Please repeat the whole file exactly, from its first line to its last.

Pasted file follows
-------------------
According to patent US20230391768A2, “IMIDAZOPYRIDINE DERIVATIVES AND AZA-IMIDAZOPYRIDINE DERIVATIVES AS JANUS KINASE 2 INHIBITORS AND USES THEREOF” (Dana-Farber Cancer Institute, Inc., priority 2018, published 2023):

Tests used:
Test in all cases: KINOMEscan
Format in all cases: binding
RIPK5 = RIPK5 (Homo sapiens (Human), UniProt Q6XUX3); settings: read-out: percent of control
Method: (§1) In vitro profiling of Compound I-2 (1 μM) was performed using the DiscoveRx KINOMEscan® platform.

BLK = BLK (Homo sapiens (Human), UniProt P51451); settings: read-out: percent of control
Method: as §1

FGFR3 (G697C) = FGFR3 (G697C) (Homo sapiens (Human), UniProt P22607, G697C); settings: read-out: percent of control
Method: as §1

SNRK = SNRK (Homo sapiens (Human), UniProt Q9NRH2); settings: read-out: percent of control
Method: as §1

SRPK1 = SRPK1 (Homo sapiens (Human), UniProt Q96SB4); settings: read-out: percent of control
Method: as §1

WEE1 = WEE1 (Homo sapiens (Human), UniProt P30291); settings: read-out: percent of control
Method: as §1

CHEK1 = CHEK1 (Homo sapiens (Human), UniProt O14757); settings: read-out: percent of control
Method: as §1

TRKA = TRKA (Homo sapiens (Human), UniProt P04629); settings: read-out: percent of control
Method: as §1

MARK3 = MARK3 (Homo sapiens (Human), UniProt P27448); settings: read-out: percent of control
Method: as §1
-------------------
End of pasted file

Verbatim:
According to patent US20230391768A2, “IMIDAZOPYRIDINE DERIVATIVES AND AZA-IMIDAZOPYRIDINE DERIVATIVES AS JANUS KINASE 2 INHIBITORS AND USES THEREOF” (Dana-Farber Cancer Institute, Inc., priority 2018, published 2023):

Tests used:
Test in all cases: KINOMEscan
Format in all cases: binding
RIPK5 = RIPK5 (Homo sapiens (Human), UniProt Q6XUX3); settings: read-out: percent of control
Method: (§1) In vitro profiling of Compound I-2 (1 μM) was performed using the DiscoveRx KINOMEscan® platform.

BLK = BLK (Homo sapiens (Human), UniProt P51451); settings: read-out: percent of control
Method: as §1

FGFR3 (G697C) = FGFR3 (G697C) (Homo sapiens (Human), UniProt P22607, G697C); settings: read-out: percent of control
Method: as §1

SNRK = SNRK (Homo sapiens (Human), UniProt Q9NRH2); settings: read-out: percent of control
Method: as §1

SRPK1 = SRPK1 (Homo sapiens (Human), UniProt Q96SB4); settings: read-out: percent of control
Method: as §1

WEE1 = WEE1 (Homo sapiens (Human), UniProt P30291); settings: read-out: percent of control
Method: as §1

CHEK1 = CHEK1 (Homo sapiens (Human), UniProt O14757); settings: read-out: percent of control
Method: as §1

TRKA = TRKA (Homo sapiens (Human), UniProt P04629); settings: read-out: percent of control
Method: as §1

MARK3 = MARK3 (Homo sapiens (Human), UniProt P27448); settings: read-out: percent of control
Method: as §1